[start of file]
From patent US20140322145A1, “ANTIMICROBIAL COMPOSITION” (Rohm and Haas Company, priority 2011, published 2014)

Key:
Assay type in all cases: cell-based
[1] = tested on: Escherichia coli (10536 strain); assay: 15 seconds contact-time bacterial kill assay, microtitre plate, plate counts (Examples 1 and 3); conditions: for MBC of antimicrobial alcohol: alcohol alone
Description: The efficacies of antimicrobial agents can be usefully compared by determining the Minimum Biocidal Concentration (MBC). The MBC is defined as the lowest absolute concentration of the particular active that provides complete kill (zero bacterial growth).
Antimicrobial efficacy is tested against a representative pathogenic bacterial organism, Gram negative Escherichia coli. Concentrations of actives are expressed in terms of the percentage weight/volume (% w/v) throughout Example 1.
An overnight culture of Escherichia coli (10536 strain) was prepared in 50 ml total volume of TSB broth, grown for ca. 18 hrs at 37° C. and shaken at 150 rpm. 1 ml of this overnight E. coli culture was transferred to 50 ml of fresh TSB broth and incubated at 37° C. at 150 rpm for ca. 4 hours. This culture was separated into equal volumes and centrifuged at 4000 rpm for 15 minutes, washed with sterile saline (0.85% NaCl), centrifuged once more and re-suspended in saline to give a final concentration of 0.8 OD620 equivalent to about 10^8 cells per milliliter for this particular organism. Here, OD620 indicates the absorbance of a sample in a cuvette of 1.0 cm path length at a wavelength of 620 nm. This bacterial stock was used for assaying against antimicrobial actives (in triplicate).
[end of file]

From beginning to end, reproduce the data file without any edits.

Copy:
From patent US20140322145A1, “ANTIMICROBIAL COMPOSITION” (Rohm and Haas Company, priority 2011, published 2014)

Key:
Assay type in all cases: cell-based
[1] = tested on: Escherichia coli (10536 strain); assay: 15 seconds contact-time bacterial kill assay, microtitre plate, plate counts (Examples 1 and 3); conditions: for MBC of antimicrobial alcohol: alcohol alone
Description: The efficacies of antimicrobial agents can be usefully compared by determining the Minimum Biocidal Concentration (MBC). The MBC is defined as the lowest absolute concentration of the particular active that provides complete kill (zero bacterial growth).
Antimicrobial efficacy is tested against a representative pathogenic bacterial organism, Gram negative Escherichia coli. Concentrations of actives are expressed in terms of the percentage weight/volume (% w/v) throughout Example 1.
An overnight culture of Escherichia coli (10536 strain) was prepared in 50 ml total volume of TSB broth, grown for ca. 18 hrs at 37° C. and shaken at 150 rpm. 1 ml of this overnight E. coli culture was transferred to 50 ml of fresh TSB broth and incubated at 37° C. at 150 rpm for ca. 4 hours. This culture was separated into equal volumes and centrifuged at 4000 rpm for 15 minutes, washed with sterile saline (0.85% NaCl), centrifuged once more and re-suspended in saline to give a final concentration of 0.8 OD620 equivalent to about 10^8 cells per milliliter for this particular organism. Here, OD620 indicates the absorbance of a sample in a cuvette of 1.0 cm path length at a wavelength of 620 nm. This bacterial stock was used for assaying against antimicrobial actives (in triplicate).